Paralytic shellfish poison closure issued within Grays Harbor
Recreational shellfish harvesting is closed within Grays Harbor.
In a release, officials state that Paralytic Shellfish Poison (PSP), formerly known as “red tide,” has been detected at concentrations above the closure level in shellfish samples collected from Westport.
Due to this concentration, the Washington State Department of Health (DOH) has closed all of Grays Harbor to the recreational harvest of shellfish.
This closure is within Grays Harbor only, and does not affect ocean beaches.
Commercial beaches are sampled separately, and at this time there have not been closures in those areas.
Officials say that commercial products should be safe to eat.
The closure includes clams, oysters, mussels, scallops and other species of mollusks. Crabs are not included in the closure. Continued sampling will determine when closures will be lifted or expanded.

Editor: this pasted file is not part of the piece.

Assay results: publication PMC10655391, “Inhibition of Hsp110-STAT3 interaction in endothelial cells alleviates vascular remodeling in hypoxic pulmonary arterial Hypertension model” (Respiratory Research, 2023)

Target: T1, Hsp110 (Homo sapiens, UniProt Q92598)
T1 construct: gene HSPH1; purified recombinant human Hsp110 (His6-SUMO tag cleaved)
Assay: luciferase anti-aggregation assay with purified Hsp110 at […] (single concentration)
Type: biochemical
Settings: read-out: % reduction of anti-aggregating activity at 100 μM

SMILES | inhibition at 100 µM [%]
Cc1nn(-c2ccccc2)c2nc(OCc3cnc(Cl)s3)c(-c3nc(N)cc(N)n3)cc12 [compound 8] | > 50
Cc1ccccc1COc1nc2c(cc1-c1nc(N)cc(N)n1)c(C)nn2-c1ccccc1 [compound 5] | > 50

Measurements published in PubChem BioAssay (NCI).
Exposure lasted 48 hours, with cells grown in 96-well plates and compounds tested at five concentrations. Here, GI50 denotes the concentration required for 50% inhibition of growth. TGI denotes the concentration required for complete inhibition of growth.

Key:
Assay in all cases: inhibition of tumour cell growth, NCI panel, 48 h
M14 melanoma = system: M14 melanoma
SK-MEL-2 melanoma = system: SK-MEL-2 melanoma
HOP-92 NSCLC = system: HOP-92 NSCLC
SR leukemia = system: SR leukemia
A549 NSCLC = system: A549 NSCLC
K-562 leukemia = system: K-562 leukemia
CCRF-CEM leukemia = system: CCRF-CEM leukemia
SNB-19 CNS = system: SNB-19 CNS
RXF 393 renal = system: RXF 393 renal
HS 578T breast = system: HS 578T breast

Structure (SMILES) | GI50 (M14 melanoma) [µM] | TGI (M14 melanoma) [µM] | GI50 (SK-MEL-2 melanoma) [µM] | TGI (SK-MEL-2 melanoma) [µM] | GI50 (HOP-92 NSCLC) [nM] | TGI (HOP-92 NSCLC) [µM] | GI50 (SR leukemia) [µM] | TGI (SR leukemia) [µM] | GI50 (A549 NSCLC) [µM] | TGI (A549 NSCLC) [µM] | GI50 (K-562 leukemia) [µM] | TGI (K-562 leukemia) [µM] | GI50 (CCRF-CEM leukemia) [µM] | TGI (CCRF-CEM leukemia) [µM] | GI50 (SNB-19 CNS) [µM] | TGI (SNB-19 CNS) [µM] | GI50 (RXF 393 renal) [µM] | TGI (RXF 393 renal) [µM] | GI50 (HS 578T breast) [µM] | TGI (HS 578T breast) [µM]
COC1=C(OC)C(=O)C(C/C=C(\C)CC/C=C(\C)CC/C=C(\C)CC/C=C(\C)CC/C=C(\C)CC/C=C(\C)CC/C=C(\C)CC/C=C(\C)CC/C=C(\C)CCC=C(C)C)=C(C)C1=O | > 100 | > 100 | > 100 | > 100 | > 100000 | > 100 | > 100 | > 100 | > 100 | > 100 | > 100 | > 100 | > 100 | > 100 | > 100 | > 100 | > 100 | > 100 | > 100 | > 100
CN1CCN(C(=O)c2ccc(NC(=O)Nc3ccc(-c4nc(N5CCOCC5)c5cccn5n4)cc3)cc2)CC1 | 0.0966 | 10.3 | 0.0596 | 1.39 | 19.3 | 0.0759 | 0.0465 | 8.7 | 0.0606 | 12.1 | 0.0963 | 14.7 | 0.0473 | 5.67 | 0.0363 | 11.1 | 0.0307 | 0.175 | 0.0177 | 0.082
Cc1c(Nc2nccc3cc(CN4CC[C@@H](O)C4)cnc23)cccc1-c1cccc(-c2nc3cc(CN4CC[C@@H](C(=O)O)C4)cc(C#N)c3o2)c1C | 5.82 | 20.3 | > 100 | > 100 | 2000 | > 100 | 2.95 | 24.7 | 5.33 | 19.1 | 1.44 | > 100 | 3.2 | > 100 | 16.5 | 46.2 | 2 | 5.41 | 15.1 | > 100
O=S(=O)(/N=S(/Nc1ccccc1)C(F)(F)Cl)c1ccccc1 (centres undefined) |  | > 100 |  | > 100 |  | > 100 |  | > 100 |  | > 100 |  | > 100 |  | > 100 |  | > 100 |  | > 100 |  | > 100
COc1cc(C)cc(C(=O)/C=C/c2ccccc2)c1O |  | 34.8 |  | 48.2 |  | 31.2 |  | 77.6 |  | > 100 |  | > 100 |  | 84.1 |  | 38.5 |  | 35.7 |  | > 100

PSP poisoning can be life-threatening and is caused by eating shellfish containing a potent toxin. A naturally occurring organism produces the toxin. The toxin is not destroyed by cooking or freezing. Early symptoms of PSP can set in within 30 minutes of shellfish consumption and may include numbness and tingling around the lips/tongue; vomiting; diarrhea and abdominal pain; numbness in arms/legs; muscular paralysis or coordination loss; dizziness and incoherence; headache; rapid pulse; and/or respiratory distress. If you experience any of these symptoms after eating shellfish, have someone take you to the Emergency Room immediately or call 911 for assistance.
A person cannot determine if the toxin is present by visual inspection. PSP can only be detected by laboratory testing. Therefore, recreational shellfish harvesters are advised to call the DOH Biotoxin Hotline at 1-800-562-5632 or access the Shellfish Safety website at https://fortress.wa.gov/doh/biotoxin/biotoxin.html before harvesting shellfish anywhere in Grays Harbor. Before harvesting, also remember to check harvest seasons and licensing requirements.
Contact the Washington State Department of Fish and Wildlife for information about licensing and fishing regulations at https://wdfw.wa.gov/fishing/shellfishing-regulations.